Issue 3 ran from 18 April 2012 to 7 June 2012.

Here’s What We Got

We’re constantly switching accelerations; we’re jumping between time frames. That’s what we’re asking people to do every time we make something new, some new tool or product. We’re asking them to reset their understanding of time. To accept that the sequence we’re asking them to follow is the right way to do a thing.

Issue No. 3 was loosely organized around intelligence: getting smarter about our work, learning from data, seeking more ambitious ways of documenting our ideas, and attending to ideas that matter. Our annotations for the issue collect essays and connections related to the themes of each article and form an eclectic reading list that ranges across disciplines and decades.

Confab 2012 was the second annual content strategy conference hosted by Brain Traffic in Minneapolis, and this year it sold out even earlier than last year.

I’m tempted to claim that hypertext empowers us to represent more complex conceptual topologies than older literary technologies, but I’m not completely convinced of that myself: consider the subtlety, nuance, and explosive range of interpretation embedded in your favourite poem. It’s more accurate to say that hypertext enables complex conceptual structures to be explicit—baked into the artifact, rather than emerging through reading.

It’s hard to fake being useful. You have to know what you’re doing, from your strategy all the way through your execution. But, when useful content is so important to your credibility as a source, it’s hard to justify anything less.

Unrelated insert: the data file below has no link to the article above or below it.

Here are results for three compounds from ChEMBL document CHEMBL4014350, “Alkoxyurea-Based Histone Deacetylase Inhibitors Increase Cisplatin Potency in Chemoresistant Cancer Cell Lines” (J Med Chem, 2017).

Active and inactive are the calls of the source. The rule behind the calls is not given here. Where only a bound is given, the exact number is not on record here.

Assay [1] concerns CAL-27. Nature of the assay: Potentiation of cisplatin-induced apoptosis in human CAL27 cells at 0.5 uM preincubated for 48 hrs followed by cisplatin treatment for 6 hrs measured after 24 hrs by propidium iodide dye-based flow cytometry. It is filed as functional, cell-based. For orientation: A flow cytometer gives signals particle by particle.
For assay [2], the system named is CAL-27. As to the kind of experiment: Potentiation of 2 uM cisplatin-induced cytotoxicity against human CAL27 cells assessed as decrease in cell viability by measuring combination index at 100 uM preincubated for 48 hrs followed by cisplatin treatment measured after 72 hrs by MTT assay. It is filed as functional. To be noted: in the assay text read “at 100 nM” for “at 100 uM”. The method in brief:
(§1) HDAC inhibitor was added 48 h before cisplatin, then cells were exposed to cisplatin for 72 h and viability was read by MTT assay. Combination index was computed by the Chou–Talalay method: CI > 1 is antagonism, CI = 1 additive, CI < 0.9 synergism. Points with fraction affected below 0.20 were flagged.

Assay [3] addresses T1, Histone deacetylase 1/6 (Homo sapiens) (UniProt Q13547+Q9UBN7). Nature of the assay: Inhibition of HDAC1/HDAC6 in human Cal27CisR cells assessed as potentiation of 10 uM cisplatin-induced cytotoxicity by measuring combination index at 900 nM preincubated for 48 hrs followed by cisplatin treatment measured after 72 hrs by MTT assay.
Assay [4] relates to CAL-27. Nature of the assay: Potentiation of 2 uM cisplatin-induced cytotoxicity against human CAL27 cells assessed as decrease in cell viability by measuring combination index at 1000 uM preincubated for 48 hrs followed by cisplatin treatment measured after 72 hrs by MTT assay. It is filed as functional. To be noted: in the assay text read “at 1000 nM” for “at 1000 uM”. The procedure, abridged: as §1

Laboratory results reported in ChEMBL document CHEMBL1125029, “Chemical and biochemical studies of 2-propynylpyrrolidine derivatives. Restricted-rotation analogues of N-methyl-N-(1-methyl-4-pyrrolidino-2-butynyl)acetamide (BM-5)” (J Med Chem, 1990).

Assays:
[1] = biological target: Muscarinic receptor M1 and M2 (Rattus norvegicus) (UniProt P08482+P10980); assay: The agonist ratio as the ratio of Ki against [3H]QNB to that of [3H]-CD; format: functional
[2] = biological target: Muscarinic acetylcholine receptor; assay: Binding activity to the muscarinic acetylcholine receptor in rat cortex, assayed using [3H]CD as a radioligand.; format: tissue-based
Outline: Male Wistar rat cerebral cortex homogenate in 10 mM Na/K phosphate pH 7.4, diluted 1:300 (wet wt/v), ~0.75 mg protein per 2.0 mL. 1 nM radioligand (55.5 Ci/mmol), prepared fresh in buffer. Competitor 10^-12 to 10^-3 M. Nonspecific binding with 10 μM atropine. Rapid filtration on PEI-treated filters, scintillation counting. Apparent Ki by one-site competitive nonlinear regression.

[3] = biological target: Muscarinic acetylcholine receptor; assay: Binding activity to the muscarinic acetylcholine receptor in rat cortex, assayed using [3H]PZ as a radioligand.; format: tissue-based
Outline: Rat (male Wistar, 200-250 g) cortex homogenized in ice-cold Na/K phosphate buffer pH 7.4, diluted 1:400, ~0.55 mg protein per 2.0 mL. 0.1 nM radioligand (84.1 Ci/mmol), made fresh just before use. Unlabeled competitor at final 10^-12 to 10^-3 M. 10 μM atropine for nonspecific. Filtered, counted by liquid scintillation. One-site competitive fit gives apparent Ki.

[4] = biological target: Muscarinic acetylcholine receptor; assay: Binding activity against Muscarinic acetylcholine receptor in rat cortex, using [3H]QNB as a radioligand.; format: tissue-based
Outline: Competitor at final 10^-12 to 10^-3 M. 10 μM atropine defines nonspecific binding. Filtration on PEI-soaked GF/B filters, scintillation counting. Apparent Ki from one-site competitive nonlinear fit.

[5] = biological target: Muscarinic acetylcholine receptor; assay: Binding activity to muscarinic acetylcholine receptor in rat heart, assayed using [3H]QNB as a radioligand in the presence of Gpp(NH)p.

When we realize that ideas are, at least in part, shaped by the body and its interaction with the world, we’ve found the sweet spot for content work. We also open worlds of opportunity for creating work that can resonate, educate, and engage with audiences that we may never otherwise reach.

Online communication technology has shown the potential to shift the balance of power to a nation’s people. And we, the people who will shape the intelligent content and communication platforms of tomorrow, can play an important role in safeguarding this power.

All books live in a wider context. So do all interactive experiences. The context for an interactive experience doesn’t come from the site itself; it comes from what others are doing in the category and out of category, as well as all the information about the organization, its audience, and its objectives.

When you learn what your audience needs to know, it simplifies the problem of what content to create and when to create it.

During the last year or so, retailers have slammed headfirst into the future of customer communications. Tried-and-true tricks are not working anymore, and there’s no single, clear path forward. Luckily, trends are emerging that most businesses can learn from.

As the online editor, I sometimes feel like my job is to make something beautiful, just to hack it apart for kindling. Here’s the way I (mostly) think about it instead: any link to a fragment of LQ is a breadcrumb that can bring you back to the whole.

It’s an article of faith at Contents that we all need to get smarter, in practical and immediate ways. We need to know more about our readers. We need to better understand the systems that let them find and use the things we publish.

A Bit More About This Issue

This is our third issue. You know how they say “Three is the Magic Number?” We hope it is.

You can expect a new issue of Contents every six to eight weeks, each with a different editorial theme. At the end of each issue, we’ll publish a set of annotations that links to thematically related material elsewhere, and collects the conversation so far.

This issue was illustrated by Philadelphia based designer Yesenia Perez-Cruz. Please send correspondence to